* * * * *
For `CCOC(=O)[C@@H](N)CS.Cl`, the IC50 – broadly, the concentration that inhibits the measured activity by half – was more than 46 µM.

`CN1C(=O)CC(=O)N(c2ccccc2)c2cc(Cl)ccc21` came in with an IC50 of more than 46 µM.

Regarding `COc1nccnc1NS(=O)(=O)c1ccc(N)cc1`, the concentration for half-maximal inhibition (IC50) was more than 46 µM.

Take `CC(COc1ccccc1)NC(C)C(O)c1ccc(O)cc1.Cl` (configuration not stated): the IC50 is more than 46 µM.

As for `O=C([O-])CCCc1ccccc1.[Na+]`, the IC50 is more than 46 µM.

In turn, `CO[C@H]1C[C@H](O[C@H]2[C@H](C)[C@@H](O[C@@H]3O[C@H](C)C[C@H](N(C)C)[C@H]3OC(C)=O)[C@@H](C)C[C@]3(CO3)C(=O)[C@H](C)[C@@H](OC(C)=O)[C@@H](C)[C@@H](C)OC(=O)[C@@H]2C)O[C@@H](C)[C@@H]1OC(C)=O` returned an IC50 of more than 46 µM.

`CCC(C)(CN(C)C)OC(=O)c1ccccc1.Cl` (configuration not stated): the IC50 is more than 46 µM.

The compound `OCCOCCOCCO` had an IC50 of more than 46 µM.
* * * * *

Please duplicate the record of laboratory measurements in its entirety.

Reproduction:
For `CCOC(=O)[C@@H](N)CS.Cl`, the IC50 – broadly, the concentration that inhibits the measured activity by half – was more than 46 µM.

`CN1C(=O)CC(=O)N(c2ccccc2)c2cc(Cl)ccc21` came in with an IC50 of more than 46 µM.

Regarding `COc1nccnc1NS(=O)(=O)c1ccc(N)cc1`, the concentration for half-maximal inhibition (IC50) was more than 46 µM.

Take `CC(COc1ccccc1)NC(C)C(O)c1ccc(O)cc1.Cl` (configuration not stated): the IC50 is more than 46 µM.

As for `O=C([O-])CCCc1ccccc1.[Na+]`, the IC50 is more than 46 µM.

In turn, `CO[C@H]1C[C@H](O[C@H]2[C@H](C)[C@@H](O[C@@H]3O[C@H](C)C[C@H](N(C)C)[C@H]3OC(C)=O)[C@@H](C)C[C@]3(CO3)C(=O)[C@H](C)[C@@H](OC(C)=O)[C@@H](C)[C@@H](C)OC(=O)[C@@H]2C)O[C@@H](C)[C@@H]1OC(C)=O` returned an IC50 of more than 46 µM.

`CCC(C)(CN(C)C)OC(=O)c1ccccc1.Cl` (configuration not stated): the IC50 is more than 46 µM.

The compound `OCCOCCOCCO` had an IC50 of more than 46 µM.